First though, communicators cannot get caught in the headlights.
“When someone in the C-suite suddenly exits, uncertainty may be sweeping the company, including the communications department,” says Rick Leonard, MD for Stanton Communications' New York office. PR pros might develop a strong aversion to risk, not wanting to say something that would cause them to fall out of favor with the incoming regime.
“Keep your ear to the ground,” Leonard advises. “Be prepared to ask the right questions and volunteer the right information to help new leadership project stability and continuity, in the context of the new vision. And know the market conditions. As we have seen in this recent financial crisis, things can change very quickly.”
Having a communications plan in place that can be adjusted to manage a sudden exit is key, says Ken Makovsky, president of Makovsky & Co. Preferably, that plan is bolstered by recommendations based on solid research.
“One recent CEO change required extensive research to gauge how positively or negatively the investment community would react,” he says. Makovsky tempered the board's fears regarding Wall Street's reaction by furnishing data behind positive and negative stock price declines around similar announcements. “This data helped them prepare mentally for the hit the stock was about to take,” he notes.
Sudden exits are often contentious, so it is not always possible to provide details, but try to do so. And highlight the strengths of the newly anointed replacement, if one is available, to reassure stakeholders the change is under control, Makovsky adds.
“If a replacement has not been named,” he says, “an interim person or plan should be clearly articulated to safeguard against any confidence gaps among key stakeholders.”
A PR counselor also needs to provide an angle detached from the inner corporate circle.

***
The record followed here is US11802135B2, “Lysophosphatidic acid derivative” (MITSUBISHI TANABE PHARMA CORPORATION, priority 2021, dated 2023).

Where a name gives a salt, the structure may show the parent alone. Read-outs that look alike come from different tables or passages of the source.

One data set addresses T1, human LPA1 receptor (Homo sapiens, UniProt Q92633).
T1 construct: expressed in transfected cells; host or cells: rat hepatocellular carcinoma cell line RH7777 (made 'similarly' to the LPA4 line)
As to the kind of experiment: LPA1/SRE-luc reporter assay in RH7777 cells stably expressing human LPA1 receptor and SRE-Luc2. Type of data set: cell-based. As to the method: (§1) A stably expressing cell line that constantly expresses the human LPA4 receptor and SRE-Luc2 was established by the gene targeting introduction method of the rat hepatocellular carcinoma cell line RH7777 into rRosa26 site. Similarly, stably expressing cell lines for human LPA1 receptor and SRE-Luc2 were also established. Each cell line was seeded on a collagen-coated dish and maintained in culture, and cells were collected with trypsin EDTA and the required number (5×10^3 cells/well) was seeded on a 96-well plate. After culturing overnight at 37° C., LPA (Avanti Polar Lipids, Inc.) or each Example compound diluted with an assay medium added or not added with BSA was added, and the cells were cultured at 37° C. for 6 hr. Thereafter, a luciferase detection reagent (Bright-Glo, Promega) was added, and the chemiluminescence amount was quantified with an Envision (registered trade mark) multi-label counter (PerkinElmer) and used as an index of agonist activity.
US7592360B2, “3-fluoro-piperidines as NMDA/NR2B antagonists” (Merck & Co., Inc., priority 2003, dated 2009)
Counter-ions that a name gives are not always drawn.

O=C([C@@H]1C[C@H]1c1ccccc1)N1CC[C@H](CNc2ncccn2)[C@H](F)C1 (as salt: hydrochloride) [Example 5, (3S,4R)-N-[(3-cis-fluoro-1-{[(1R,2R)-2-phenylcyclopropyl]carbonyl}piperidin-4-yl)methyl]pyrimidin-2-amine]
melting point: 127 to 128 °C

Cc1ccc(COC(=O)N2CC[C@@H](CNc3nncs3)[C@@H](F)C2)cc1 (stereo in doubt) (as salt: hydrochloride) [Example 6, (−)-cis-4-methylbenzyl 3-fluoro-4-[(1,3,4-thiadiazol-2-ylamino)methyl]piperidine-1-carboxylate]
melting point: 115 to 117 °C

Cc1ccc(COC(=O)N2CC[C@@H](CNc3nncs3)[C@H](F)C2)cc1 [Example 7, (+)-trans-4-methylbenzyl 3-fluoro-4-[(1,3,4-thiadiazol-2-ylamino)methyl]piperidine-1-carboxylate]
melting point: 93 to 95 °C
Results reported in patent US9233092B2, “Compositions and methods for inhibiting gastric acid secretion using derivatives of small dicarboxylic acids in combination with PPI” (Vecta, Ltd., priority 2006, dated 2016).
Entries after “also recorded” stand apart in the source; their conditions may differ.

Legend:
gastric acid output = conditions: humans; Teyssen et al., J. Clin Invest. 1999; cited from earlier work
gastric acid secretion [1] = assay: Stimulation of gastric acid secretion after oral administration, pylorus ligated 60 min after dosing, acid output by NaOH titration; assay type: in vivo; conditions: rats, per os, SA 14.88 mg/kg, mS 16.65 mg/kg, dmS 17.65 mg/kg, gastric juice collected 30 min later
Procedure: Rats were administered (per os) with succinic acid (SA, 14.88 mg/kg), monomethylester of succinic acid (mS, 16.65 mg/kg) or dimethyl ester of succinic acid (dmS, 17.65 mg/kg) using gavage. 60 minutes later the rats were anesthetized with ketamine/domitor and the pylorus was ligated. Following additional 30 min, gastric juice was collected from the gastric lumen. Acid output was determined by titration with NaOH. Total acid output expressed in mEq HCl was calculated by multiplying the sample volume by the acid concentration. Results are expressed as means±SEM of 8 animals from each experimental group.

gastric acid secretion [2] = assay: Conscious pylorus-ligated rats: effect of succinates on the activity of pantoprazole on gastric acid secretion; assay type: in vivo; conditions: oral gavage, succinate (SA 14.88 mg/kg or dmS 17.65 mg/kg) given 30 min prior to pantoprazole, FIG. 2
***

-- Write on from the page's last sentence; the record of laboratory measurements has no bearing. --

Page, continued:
“I break out the really tough questions in advance so decisions can be made... on whether or not to address the questions proactively in the release or in subsequent interviews,” Makovsky says.
In the event of a major departure, it is essential management treat employees as the company's most important audience.
“Employees need to know that someone is still guiding the organization or the affected department, division, or business unit,” says Deborah Radman, SVP and director of PR for CKPR. “Be steadfast in your commitment to managing the timing and release of departure details. Don't gloss over the situation or pretend that it isn't unpleasant and emotional. And, don't let the news trickle out to stakeholders, especially employees. Odds are, they sense what's going on anyway.”
Key messages have to be consistent across different audiences, says Silvina Moschini, CEO of Intuic. The concerns of a direct report of the exiting executive are not the same as those of business partners, clients, investors, or members of the media.
“If a senior executive that handles large clients is laid off, the clients will be interested in knowing that after his departure... [their company will not be neglected],” Moschini says. “For an employee, information regarding whether the layoff is a standalone situation or [if] it will be ongoing will be much more important than anything else, as he will fear for job security.”
Lastly, get the story straight with the outgoing executive, if possible.
Moschini says, “It is so important to agree with the departing person on the messages that will be delivered.”
- Have a plan in place, including well-researched data points
- Treat employees as the most important audience
- Provide reasons for the exit, if possible, and highlight the strengths of the new executive
- Duck and cover. Ask the right questions and offer the right information
- Let the news trickle out to stakeholders, especially employees
- Ignore conversations with outgoing executives about messaging